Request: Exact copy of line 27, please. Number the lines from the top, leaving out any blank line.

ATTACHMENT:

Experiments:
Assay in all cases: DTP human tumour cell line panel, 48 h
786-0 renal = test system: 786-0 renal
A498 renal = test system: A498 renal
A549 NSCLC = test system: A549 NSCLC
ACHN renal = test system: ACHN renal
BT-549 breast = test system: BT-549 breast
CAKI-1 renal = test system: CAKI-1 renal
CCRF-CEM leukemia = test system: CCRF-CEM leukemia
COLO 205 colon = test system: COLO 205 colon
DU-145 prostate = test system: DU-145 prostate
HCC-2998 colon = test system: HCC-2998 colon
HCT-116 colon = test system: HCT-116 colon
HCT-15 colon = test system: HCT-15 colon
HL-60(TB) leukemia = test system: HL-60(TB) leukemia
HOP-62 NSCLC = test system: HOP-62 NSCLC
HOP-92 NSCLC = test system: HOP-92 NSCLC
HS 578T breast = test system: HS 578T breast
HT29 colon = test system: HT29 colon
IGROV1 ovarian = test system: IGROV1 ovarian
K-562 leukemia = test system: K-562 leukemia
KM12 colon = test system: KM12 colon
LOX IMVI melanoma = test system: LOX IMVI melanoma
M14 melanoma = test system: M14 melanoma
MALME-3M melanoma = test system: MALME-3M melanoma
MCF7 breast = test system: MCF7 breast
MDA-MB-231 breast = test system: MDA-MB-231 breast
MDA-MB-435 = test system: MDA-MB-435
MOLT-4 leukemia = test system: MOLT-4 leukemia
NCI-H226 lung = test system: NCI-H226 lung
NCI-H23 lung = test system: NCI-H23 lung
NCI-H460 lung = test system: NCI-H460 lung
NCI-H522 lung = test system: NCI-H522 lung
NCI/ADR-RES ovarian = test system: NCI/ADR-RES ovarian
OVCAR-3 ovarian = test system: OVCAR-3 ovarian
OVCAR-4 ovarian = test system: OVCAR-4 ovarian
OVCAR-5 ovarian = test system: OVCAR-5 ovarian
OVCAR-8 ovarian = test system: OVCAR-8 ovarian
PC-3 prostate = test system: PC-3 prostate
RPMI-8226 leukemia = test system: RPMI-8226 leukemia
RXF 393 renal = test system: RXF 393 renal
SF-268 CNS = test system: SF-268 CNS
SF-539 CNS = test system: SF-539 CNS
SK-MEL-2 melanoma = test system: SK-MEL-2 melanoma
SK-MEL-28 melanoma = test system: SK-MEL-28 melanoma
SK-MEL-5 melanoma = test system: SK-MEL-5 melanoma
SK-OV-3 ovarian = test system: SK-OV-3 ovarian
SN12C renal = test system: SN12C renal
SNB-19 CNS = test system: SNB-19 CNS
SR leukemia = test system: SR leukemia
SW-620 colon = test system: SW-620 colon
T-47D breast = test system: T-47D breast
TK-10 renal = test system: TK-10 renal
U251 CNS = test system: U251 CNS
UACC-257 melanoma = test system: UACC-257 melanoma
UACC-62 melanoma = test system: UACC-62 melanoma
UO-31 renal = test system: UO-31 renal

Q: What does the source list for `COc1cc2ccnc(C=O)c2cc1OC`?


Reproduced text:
MDA-MB-231 breast = test system: MDA-MB-231 breast